Ukraine Liveblog Day 38: Russia “Likely” to Invade Ukraine, Says U.S. Intelligence

March 27, 2014

A classified U.S. intelligence assessment gives a high likelihood of Russia’s invading eastern Ukraine, as Russia amasses approximately 30,000 troops on the border.

Yesterday’s liveblog can be found here. For an overview and analysis of this developing story see our latest podcast.

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Below, we will be making regular updates throughout the day.

2100 GMT: Reshat Ametov, a Crimean Tatarm went missing on March 3rd after being involved in an anti-Russian rally in Crimea. His body was found on March 16th, and there were signs that he may have died under torture. A Youtube video has surfaced claiming to show Reshat Ametov being kidnapped.

A poster eulogizing Ametov, which can be used to compare the image in the video:

A poster eulogizing Reshat Ametov, a Crimean Tatar whose body was found on March 16th.

A poster eulogizing Reshat Ametov, a Crimean Tatar whose body was found on March 16th.

It could be a match. The man in the video is carried away by several uniformed men, in broad daylight and near police (note the siren), possibly suggesting that this was a sanctioned arrest by Crimean “self-defence” forces. He is loaded into a car with tinted windows, which then speeds off.

2048 GMT: It’s important to keep in mind, as time moves on, that even many Ukrainians who are more pro-Russian or anti-EU may still not support a Russian invasion of mainland Ukraine.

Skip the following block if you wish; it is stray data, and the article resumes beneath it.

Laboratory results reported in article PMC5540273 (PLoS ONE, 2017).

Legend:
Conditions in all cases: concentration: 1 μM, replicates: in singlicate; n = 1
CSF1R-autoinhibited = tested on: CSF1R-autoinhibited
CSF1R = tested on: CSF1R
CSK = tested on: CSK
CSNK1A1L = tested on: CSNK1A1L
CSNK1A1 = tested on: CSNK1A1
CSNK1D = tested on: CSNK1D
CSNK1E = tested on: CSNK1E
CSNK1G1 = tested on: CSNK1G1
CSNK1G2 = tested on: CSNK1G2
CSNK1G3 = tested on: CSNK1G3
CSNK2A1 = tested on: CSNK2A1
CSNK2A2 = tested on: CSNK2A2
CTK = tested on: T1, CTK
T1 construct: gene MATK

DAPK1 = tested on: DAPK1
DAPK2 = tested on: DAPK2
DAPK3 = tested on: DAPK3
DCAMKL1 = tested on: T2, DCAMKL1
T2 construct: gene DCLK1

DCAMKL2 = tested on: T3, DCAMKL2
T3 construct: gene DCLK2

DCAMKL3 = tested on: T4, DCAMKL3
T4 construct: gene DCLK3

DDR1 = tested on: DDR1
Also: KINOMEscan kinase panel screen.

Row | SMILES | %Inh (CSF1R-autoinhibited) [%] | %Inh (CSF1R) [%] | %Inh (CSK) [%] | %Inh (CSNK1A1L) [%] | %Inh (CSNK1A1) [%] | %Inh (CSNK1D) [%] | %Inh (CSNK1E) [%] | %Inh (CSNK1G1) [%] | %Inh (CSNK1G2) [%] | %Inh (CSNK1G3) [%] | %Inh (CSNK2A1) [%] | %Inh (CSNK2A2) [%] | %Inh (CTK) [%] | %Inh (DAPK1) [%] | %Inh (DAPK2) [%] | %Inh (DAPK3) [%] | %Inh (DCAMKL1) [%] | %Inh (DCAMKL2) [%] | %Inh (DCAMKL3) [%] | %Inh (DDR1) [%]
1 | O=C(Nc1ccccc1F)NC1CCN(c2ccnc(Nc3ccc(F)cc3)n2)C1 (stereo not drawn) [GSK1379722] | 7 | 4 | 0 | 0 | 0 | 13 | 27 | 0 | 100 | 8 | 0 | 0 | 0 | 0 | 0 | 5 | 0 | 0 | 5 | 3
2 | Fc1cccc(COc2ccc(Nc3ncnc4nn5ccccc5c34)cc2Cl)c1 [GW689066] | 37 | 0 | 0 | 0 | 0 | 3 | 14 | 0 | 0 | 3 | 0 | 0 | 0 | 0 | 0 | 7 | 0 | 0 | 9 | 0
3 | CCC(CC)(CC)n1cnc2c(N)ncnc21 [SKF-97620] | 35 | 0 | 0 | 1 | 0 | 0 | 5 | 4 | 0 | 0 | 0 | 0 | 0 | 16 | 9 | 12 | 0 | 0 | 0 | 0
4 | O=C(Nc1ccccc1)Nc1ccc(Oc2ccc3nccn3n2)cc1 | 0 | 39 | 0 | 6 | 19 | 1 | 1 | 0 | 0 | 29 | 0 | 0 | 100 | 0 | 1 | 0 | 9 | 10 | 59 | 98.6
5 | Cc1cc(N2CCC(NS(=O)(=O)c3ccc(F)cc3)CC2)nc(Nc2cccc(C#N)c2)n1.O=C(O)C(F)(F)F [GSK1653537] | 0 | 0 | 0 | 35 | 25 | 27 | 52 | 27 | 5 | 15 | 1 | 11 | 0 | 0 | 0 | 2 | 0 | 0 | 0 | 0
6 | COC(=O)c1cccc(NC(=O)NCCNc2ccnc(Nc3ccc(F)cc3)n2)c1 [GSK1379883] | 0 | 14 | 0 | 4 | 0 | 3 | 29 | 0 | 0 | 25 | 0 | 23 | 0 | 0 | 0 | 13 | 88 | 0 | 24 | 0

2028 GMT: Over the last few days we’ve confirmed the movement of a significant amount of Russian firepower to the borders with Ukraine. Today we’ve been reporting that some intelligence agencies, including the CIA, are tracking the same thing. John Schindler, Professor at the Naval War College, suggests that this could very well be a preparation for invasion, but the actual invasion may still be days or weeks from now:

And Voice of America provides a disturbing, though not independently confirmed, detail:

Countering Moscow’s claims that Russian troops positioned near the border with Ukraine are conducting routine military exercises, the Pentagon says that there is no indication supporting that.

“They continue to reinforce, and it continues to be unclear what exactly the intent there is… We’ve seen no specific indications that exercises are taking place,” said Pentagon Press Secretary Rear Admiral John Kirby on Thursday.

An incursion into eastern Ukraine, if deep enough, could enable Russia to establish a land connection to Crimea. Currently, Russia has access to the Black Sea peninsula only by air and sea.

From local sources, VOA has learned that the Russian military has established a field hospital in the Bryansk region, about 20 kilometers from the Russia-Ukraine border, that some 60 train cars have arrived near the border with supplies and that the frontier is being patrolled by more than a dozen Russian drones.

2014 GMT: The Right Sector rally has dispersed.

1925 GMT: The rally outside the Rada is smaller than it first appeared, and and Max Seddon reports that the crowd has already begun to thin out.



1920 GMT: RFE/RL has more on both the US loan and the IMF loan, both of which were passed today:

Each bill would provide $1 billion in loan guarantees to cash-strapped Ukraine.

It would also sanction those responsible for human rights abuses against antigovernment protesters in Ukraine as well as Russian officials responsible for corruption in Ukraine.

Earlier today, the International Monetary Fund (IMF) promised to loan up between $14 and $18 billion to cash-strapped Ukraine.

The loan hinges on structural reforms that Kyiv has pledged to undertake.

It will help prop up Ukraine’s struggling economy following three months of antigovernment protests and Russia’s annexation of Crimea.

1910 GMT: The Right Sector is holding this rally on the same day that the Rada passed significant legislation, including an amendment to the 2014 budget:

The new budget will be an important one, as decreasing the deficit is a precondition for IMF funding.



1903 GMT: More from outside the Rada at the Right Sector rally: